Take a look inside Pearl Harbor’s giant golf-ball shaped radar
HONOLULU (HawaiiNewsNow) - Expect to see a giant golf ball structure at Pearl Harbor until it disappears before you notice.
Inside the white dome is the U.S. Missile Defense Agency’s Sea Based X-Band Radar ― SBX-1 for short. The MDA says it’s the world’s largest, most powerful mobile radar of its kind.
Media got a tour of the 280-foot-tall customized oil rig that can be partially submerged to maintain stability during rough seas and winds of more than 100 miles per hour.
The 2,400-ton radar can be rotated in a matter of seconds ― an engineering marvel.
“We can look in any direction, we mechanically slow it,” said MDA SBX product manager Bob Dees. “We can also lift it all the way up to look straight up.”
About 72 crew members operate the vessel and rotate on and off every 9 weeks. They just completed their longest deployment yet ― 662 days at sea -- and have been at Pearl Harbor for a few months for maintenance and about $70 million of upgrades. The MDA would not disclose an exact departure date, but said it would be in the “near future.”
While other early warning radars can detect missiles, the MDA says SBX-1 can see targets more clearly to determine if it’s an actual threat.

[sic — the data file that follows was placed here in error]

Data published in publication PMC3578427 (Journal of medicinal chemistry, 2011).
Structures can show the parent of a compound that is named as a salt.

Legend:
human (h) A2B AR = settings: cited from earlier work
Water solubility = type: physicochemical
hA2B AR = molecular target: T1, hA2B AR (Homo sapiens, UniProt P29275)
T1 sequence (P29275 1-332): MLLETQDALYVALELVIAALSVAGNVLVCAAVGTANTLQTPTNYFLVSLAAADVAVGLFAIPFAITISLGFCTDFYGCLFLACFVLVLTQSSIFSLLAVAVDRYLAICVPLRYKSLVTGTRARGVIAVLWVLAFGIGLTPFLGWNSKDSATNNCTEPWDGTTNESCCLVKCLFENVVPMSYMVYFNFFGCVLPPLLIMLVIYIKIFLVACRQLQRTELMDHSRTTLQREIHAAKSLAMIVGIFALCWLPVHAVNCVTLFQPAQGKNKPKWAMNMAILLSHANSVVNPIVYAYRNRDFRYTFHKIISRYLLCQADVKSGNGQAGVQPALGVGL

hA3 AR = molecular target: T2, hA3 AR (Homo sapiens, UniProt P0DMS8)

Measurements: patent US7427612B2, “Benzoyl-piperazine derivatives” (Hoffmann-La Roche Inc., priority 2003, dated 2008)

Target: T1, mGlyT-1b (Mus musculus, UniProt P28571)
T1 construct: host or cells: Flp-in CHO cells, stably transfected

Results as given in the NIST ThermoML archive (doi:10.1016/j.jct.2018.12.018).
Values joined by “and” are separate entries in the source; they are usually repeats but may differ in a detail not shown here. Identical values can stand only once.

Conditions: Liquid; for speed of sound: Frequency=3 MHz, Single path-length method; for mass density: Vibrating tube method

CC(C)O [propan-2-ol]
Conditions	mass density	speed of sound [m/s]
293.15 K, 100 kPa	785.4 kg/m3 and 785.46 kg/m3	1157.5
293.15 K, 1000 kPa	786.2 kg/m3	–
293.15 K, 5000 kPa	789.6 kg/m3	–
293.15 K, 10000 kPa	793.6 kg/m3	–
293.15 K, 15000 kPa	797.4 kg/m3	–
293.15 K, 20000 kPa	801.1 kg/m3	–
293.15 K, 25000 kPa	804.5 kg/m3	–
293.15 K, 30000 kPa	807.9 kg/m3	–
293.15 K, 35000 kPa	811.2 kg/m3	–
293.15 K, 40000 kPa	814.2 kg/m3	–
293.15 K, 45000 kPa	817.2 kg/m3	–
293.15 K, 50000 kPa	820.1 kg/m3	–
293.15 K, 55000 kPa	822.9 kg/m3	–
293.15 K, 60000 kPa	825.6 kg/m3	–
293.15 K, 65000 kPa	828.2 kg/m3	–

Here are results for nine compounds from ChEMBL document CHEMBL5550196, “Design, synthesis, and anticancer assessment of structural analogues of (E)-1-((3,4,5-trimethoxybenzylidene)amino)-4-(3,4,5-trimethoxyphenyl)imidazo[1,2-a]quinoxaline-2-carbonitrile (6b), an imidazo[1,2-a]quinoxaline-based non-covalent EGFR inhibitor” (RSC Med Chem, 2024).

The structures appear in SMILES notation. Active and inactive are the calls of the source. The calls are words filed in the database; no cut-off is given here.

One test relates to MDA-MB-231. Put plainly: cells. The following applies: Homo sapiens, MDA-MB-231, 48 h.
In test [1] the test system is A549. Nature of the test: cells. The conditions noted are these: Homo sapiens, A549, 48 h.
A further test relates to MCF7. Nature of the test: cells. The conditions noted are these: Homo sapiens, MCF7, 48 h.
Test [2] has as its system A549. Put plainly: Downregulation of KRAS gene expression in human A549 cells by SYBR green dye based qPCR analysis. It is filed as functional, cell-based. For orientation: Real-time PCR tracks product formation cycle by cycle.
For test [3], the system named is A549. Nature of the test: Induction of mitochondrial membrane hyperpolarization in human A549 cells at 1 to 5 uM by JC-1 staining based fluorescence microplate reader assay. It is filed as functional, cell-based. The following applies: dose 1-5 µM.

“We look at the shape, look at the characteristics and could look at a lot more details,” Dees said.
Once a threat is identified, usually by satellite, radars in Japan, Alaska and California work together with SBX-1 on precision tracking and data is sent to military operation stations on shore.
“We have to see it in time that they can figure out that they want to shoot it, initialize the interceptor and get it launched, so that it can intercept before it gets to where it does some damage,” said Dees, who explained the advantage of a mobile, sea-based radar is its ability to track a missile’s trajectory from any part of the ocean and adjust to the curvature of the Earth.
“We’re the long range part that can be reset, if they want to beef up coverage for an area or increase the time that they have for command and control and engagement to get more shots off or more decision time.”
Dees says the MDA is developing and testing new technology to adapt to evolving threats and more advanced ballistic missiles.
“Threats are getting more precise. They’re adding decoys and jammers. They’re adding things that make it harder a depressed trajectory means you’ve got less time to watch and engage the target,” Dees said. ”Long range hypersonic cruise missiles that fly lower, and you can’t see them as far over the curve of the Earth.”
While plans for a land-based radar system in Hawaii have stalled, MDA says SBX-1 and existing infrastructure are able to protect the state and the continental U.S.
“Very high levels of government are talking about what’s the right architecture mix between overhead sensors, ground based radars on land and surface radars on ships,” Dees said.
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